“You look just like your grandmother! I haven’t seen such a skilled basketball player in this league since your father graduated from high school twenty-five years ago. You have the voice of an angel, just like your brother did ten years ago when he was in my choir.”
Genetics are fascinating and play quite a role in all our lives. There is also something called spiritual genetics. There are Kohanim, priestly families, Levites, first born children, and families that have traits passed down from previous generations. We see this concept front and center in this week’s Parsha, Pikudei.
וּבְצַלְאֵ֛ל בֶּן־אוּרִ֥י בֶן־ח֖וּר לְמַטֵּ֣ה יְהוּדָ֑ה עָשָׂ֕ה אֵ֛ת כׇּל־אֲשֶׁר־צִוָּ֥ה יְוָ֖ה אֶת־מֹשֶֽׁה׃
Now Bezalel, son of Uri son of Hur, of the tribe of Judah, had constructed all that G-d had commanded Moses.
Throughout the Torah, it is common for people to be referred to together with the name of their father. Here, Bezalel is called not only by the name of his father Uri, but by the name of his grandfather, Hur as well. Why?
Who was Hur? Hur was the son of Caleb and Miriam. He accompanied both Aaron and Moses up the mountain when the Israelites were at war with Amalek. He was appointed as a leader and guided, together with his uncle Aaron, when Moshe journeyed up Mt. Sinai to receive the Torah. The Midrash Rabbah reveals a frightful moment in our national history that ended the life of Hur. The Midrash states that when the Israelites wanted to build the golden calf, Hur stood up defiantly in the name of G-d and warned them against it. In a moment of passion and rage, the Israelites hurled Hur into the flames of the fire that formed the golden calf. Hur tragically gave up his life for the honor of G-d and Israel.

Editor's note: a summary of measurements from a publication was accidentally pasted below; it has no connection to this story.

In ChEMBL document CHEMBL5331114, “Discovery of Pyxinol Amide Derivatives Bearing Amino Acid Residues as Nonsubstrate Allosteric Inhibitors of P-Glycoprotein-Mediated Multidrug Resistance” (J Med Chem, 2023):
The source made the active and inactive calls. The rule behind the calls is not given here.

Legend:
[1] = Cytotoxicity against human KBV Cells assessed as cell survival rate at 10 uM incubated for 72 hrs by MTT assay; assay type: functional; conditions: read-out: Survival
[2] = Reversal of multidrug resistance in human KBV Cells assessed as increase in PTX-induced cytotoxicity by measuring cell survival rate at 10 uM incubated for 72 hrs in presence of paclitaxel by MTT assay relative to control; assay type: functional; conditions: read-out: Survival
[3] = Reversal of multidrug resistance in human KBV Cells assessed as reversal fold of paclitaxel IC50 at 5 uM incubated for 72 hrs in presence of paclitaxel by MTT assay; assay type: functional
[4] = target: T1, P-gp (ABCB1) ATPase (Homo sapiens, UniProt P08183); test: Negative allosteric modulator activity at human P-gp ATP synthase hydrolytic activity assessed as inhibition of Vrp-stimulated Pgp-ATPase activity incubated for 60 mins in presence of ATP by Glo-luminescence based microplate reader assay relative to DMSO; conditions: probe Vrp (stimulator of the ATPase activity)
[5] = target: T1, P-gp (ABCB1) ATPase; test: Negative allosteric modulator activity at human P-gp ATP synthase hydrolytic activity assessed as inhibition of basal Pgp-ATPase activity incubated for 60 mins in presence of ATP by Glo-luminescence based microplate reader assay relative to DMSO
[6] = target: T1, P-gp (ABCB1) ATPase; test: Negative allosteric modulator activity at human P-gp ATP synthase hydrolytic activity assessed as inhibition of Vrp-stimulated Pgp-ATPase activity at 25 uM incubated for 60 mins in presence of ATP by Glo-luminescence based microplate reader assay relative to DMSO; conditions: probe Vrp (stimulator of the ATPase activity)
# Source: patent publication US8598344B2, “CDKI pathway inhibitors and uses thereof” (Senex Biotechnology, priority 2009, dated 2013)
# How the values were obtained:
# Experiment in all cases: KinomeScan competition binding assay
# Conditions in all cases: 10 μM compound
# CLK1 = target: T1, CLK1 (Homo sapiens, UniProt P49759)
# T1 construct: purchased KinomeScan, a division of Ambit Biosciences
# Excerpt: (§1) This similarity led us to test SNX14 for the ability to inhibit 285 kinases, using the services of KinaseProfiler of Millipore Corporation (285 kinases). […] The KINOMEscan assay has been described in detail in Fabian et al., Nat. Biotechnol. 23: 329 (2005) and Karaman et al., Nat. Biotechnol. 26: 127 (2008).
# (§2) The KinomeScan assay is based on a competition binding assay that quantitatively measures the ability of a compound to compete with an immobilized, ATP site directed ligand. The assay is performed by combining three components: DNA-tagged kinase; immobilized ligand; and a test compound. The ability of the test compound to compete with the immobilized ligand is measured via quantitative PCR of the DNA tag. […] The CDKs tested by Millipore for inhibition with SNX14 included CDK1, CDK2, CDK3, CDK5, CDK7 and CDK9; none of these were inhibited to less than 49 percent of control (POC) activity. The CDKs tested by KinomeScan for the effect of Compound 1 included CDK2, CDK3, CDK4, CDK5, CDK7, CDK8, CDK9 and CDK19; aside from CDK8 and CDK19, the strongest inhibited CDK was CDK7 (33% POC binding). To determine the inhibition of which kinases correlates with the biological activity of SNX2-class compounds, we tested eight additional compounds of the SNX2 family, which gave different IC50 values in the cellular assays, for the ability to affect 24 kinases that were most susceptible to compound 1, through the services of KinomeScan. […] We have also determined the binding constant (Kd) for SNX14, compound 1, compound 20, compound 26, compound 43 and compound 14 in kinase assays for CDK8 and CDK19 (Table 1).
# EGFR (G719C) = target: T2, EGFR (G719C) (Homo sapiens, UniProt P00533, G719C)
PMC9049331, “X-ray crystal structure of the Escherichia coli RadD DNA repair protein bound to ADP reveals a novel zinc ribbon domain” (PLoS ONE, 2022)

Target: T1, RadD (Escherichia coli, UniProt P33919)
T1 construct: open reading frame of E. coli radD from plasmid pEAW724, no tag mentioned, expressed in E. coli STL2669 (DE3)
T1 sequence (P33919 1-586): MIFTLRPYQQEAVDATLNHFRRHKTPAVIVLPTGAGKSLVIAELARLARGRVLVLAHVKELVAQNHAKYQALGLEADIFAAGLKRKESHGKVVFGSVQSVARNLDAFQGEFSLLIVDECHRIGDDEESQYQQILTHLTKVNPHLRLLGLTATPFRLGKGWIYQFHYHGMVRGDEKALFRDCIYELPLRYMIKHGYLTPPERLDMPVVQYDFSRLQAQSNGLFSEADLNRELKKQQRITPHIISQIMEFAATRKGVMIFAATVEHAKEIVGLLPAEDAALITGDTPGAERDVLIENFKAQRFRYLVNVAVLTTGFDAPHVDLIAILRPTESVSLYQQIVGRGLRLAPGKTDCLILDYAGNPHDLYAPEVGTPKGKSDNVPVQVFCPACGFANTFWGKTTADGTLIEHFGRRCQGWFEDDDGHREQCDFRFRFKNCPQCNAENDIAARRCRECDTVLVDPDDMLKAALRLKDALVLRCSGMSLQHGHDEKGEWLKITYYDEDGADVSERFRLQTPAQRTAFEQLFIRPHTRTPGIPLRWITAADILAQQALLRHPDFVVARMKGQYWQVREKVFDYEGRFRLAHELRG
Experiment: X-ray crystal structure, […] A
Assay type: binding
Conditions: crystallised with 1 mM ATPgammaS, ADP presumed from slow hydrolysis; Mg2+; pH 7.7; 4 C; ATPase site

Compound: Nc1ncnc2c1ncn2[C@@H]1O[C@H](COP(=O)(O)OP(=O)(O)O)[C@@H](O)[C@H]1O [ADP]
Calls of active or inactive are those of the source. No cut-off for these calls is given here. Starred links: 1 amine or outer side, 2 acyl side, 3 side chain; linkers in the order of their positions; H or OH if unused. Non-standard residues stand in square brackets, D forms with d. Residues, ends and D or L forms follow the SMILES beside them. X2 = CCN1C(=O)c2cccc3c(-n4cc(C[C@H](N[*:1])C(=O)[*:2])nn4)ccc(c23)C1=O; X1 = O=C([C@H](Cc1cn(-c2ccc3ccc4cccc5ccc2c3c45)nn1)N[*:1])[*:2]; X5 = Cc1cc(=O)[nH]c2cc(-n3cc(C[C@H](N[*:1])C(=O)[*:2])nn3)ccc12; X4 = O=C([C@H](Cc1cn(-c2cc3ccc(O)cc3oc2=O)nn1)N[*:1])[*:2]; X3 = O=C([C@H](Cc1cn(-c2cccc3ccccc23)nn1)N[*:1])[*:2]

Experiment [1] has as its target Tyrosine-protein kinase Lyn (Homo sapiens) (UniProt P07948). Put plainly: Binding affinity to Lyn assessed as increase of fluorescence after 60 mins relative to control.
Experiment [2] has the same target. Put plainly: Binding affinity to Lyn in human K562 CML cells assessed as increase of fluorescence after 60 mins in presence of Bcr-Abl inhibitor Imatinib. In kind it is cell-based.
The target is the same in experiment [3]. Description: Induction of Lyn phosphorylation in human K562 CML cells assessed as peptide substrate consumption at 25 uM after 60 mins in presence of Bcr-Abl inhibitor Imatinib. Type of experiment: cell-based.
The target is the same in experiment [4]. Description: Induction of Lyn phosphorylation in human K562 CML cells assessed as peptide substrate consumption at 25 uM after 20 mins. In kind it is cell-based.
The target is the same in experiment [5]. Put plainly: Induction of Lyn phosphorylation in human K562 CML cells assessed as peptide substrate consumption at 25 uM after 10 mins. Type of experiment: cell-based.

The tabernacle, the holy space that housed the presence of G-d in the desert and in Israel until the Temple was constructed, was built as an atonement for the sin of the golden calf. Since the Israelites failed to see G-d, and instead looked to a golden calf to worship, they were commanded to build a gold-filled sanctuary to commune with G-d and experience His presence.
Although Moshe was taught all the details of how to build the tabernacle and all of the holy vessels, it was Bezalel that served as the architect to design this holy space. Why Bezalel? The Gaon of Vilna explains that since his grandfather, Hur, gave up his life to sanctify the name of G-d, Hur’s grandson merited to design the space that would celebrate G-d and G-dliness for generations to come. This indeed is spiritual genetics. This is why the verse above mentions not only Hur’s father, but his grandfather as well.
Grandchildren throughout the world have inherited all types of positive physical and spiritual qualities from their ancestors. Let’s strive to bequeath greatness to our grandchildren as Hur did for Bezalel.
Community Scholar in Residence